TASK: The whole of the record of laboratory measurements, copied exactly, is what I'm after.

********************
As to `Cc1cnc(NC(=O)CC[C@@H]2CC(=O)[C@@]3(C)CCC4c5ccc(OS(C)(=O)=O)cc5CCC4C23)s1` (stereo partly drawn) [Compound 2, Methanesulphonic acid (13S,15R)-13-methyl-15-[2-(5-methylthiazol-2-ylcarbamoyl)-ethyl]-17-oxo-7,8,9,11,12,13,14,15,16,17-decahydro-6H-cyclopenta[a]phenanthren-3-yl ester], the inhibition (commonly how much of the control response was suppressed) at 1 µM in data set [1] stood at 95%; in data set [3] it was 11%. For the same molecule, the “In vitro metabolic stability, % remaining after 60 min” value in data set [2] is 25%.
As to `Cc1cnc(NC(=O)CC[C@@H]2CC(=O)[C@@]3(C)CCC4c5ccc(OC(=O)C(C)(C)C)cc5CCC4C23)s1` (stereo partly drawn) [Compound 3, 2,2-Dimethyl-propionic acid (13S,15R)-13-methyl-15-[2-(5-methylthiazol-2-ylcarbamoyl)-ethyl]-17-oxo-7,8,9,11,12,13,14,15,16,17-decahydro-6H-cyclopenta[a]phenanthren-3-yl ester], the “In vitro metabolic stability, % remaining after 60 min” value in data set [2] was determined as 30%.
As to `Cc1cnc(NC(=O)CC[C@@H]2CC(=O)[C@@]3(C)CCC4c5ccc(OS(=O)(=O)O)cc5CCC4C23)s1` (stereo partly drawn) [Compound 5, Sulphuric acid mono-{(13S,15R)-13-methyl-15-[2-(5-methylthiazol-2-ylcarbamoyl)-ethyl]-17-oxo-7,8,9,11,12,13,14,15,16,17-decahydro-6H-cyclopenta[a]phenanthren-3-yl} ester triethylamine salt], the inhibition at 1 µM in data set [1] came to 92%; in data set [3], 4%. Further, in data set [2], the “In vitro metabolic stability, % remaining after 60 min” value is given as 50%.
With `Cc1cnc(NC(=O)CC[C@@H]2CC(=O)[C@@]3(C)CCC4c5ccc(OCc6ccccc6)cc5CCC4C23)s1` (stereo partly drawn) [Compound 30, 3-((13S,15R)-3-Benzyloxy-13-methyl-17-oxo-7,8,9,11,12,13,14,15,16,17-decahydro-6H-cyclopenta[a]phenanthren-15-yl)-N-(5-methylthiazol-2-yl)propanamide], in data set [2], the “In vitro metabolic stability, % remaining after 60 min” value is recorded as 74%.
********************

As to `Cc1cnc(NC(=O)CC[C@@H]2CC(=O)[C@@]3(C)CCC4c5ccc(OS(C)(=O)=O)cc5CCC4C23)s1` (stereo partly drawn) [Compound 2, Methanesulphonic acid (13S,15R)-13-methyl-15-[2-(5-methylthiazol-2-ylcarbamoyl)-ethyl]-17-oxo-7,8,9,11,12,13,14,15,16,17-decahydro-6H-cyclopenta[a]phenanthren-3-yl ester], the inhibition (commonly how much of the control response was suppressed) at 1 µM in data set [1] stood at 95%; in data set [3] it was 11%. For the same molecule, the “In vitro metabolic stability, % remaining after 60 min” value in data set [2] is 25%.
As to `Cc1cnc(NC(=O)CC[C@@H]2CC(=O)[C@@]3(C)CCC4c5ccc(OC(=O)C(C)(C)C)cc5CCC4C23)s1` (stereo partly drawn) [Compound 3, 2,2-Dimethyl-propionic acid (13S,15R)-13-methyl-15-[2-(5-methylthiazol-2-ylcarbamoyl)-ethyl]-17-oxo-7,8,9,11,12,13,14,15,16,17-decahydro-6H-cyclopenta[a]phenanthren-3-yl ester], the “In vitro metabolic stability, % remaining after 60 min” value in data set [2] was determined as 30%.
As to `Cc1cnc(NC(=O)CC[C@@H]2CC(=O)[C@@]3(C)CCC4c5ccc(OS(=O)(=O)O)cc5CCC4C23)s1` (stereo partly drawn) [Compound 5, Sulphuric acid mono-{(13S,15R)-13-methyl-15-[2-(5-methylthiazol-2-ylcarbamoyl)-ethyl]-17-oxo-7,8,9,11,12,13,14,15,16,17-decahydro-6H-cyclopenta[a]phenanthren-3-yl} ester triethylamine salt], the inhibition at 1 µM in data set [1] came to 92%; in data set [3], 4%. Further, in data set [2], the “In vitro metabolic stability, % remaining after 60 min” value is given as 50%.
With `Cc1cnc(NC(=O)CC[C@@H]2CC(=O)[C@@]3(C)CCC4c5ccc(OCc6ccccc6)cc5CCC4C23)s1` (stereo partly drawn) [Compound 30, 3-((13S,15R)-3-Benzyloxy-13-methyl-17-oxo-7,8,9,11,12,13,14,15,16,17-decahydro-6H-cyclopenta[a]phenanthren-15-yl)-N-(5-methylthiazol-2-yl)propanamide], in data set [2], the “In vitro metabolic stability, % remaining after 60 min” value is recorded as 74%.